This paper uses the methods of social network analysis to discover the structural patterns of cooperation that arose in response to a global human security problem. It does this by mapping compulsory and institutional power relations among actors of the construction of a human security transnational cooperative response network—the response to the Indian Ocean tsunami of December 26, 2004. By mapping the relationships at the system level of world politics, including individual states as well as intergovernmental organizations (IGOs), transnational nongovernmental organizations (NGOs) and/or think tanks, and transnational corporations (TNCs), this paper finds a third relation among these actors, namely, structural power. It also demonstrates how a new way of thinking about the constitution of system level world politics can produce knowledge not available to traditional methods by finding two striking results: first, the role played by an organization cannot always be predicted by reference to its attributes, and second, depending on the context, organizations of different types will play similar (structurally equivalent) roles. Finally, this paper compares the network formed in response to this disaster with the network that formed after a disaster of similar magnitude in the past.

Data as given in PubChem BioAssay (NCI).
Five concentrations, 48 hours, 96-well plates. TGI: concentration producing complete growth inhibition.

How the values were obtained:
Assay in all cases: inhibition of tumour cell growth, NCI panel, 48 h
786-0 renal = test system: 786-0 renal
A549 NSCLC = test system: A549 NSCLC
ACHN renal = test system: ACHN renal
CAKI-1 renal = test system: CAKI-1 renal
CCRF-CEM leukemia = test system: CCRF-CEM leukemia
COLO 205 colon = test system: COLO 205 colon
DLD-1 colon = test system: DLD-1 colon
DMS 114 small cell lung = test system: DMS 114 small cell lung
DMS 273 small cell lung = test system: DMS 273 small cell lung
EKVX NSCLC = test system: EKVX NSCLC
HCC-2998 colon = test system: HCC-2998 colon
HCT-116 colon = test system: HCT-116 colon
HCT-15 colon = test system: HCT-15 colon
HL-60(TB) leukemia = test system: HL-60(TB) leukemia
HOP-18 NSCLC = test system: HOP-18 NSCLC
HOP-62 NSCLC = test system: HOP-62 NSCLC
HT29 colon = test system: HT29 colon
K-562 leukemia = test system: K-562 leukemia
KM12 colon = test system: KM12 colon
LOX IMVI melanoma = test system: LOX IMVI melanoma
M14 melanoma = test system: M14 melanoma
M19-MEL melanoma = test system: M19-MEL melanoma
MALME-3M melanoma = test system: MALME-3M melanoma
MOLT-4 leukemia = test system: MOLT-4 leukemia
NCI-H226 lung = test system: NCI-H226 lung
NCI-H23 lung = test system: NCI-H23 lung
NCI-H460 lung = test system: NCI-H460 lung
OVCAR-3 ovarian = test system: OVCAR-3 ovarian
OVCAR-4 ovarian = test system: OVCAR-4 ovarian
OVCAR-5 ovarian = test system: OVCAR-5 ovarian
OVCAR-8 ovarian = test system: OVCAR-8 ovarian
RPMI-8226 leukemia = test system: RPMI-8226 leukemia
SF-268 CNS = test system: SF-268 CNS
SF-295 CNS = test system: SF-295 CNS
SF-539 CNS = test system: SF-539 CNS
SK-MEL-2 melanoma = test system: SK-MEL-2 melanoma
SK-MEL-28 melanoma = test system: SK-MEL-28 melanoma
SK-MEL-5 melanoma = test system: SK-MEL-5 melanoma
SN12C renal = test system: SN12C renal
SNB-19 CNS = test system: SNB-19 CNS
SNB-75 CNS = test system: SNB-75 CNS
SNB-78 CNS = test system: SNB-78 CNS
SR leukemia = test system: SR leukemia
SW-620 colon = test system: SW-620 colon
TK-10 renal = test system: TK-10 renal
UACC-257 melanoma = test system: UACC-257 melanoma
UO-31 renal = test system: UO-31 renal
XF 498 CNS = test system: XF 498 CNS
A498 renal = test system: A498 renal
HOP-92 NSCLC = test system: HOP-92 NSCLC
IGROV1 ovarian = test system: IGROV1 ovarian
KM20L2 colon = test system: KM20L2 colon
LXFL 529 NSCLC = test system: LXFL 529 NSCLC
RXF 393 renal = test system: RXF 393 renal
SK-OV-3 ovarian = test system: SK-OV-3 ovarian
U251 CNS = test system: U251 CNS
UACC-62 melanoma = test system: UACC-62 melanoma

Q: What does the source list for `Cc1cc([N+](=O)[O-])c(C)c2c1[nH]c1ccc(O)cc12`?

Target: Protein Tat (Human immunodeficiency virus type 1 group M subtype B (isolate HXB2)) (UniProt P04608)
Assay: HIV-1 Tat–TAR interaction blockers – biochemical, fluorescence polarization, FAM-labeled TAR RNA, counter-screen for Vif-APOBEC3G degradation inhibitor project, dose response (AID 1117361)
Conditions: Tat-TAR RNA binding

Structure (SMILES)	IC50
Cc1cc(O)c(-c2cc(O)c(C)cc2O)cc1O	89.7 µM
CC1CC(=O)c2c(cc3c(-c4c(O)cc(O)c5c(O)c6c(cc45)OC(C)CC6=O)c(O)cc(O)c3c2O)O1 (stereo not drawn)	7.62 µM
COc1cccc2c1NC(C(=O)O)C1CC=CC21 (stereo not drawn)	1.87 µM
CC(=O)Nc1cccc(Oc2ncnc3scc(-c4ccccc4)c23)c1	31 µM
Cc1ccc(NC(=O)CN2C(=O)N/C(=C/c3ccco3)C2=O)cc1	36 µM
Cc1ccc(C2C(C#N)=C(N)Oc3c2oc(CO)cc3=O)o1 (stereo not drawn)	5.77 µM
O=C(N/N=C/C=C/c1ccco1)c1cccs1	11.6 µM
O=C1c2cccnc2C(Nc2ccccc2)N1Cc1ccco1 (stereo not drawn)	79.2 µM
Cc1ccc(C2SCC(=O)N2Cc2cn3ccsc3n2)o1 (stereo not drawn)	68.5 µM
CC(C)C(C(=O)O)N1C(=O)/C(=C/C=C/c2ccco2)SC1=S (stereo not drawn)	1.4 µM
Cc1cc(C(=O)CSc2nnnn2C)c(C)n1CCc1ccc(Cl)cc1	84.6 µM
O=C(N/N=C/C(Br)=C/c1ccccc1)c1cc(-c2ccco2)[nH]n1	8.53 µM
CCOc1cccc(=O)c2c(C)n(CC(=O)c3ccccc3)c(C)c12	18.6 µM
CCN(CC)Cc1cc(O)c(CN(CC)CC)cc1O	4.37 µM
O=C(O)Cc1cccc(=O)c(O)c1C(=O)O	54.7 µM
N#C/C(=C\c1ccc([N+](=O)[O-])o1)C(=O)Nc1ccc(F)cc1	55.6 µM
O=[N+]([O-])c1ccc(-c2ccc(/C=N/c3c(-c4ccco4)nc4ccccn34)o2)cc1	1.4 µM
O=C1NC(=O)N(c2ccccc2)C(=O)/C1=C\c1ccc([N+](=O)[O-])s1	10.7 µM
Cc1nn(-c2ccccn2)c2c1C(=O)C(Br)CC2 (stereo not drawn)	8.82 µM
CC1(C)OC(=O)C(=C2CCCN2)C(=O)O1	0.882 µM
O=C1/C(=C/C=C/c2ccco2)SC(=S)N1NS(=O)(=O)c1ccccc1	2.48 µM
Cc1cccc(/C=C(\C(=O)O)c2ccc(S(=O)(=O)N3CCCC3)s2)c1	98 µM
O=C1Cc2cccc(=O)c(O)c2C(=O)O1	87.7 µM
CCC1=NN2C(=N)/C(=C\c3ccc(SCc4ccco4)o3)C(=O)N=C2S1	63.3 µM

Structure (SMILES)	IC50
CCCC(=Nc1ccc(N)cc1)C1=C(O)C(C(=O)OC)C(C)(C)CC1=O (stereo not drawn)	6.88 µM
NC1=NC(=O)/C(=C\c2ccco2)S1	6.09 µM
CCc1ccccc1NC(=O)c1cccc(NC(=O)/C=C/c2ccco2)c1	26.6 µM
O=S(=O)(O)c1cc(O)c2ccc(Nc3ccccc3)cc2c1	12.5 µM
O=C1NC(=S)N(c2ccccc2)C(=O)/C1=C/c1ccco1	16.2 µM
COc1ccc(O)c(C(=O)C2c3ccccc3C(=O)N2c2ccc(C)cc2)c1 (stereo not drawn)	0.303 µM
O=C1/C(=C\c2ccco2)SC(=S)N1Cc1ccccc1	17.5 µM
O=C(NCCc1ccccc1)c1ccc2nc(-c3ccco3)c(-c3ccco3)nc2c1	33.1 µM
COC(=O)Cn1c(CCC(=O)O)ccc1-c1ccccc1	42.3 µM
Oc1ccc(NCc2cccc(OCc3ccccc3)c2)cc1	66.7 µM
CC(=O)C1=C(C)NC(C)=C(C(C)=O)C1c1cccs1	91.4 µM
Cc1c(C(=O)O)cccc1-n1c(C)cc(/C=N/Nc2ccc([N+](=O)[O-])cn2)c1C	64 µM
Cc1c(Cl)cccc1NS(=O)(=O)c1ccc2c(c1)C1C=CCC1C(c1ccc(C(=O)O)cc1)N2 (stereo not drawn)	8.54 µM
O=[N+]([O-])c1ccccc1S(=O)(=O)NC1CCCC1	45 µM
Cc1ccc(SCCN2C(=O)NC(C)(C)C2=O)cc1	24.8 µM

Paper to be presented at the Harvard Political Networks Conference, June 11-13, 2009.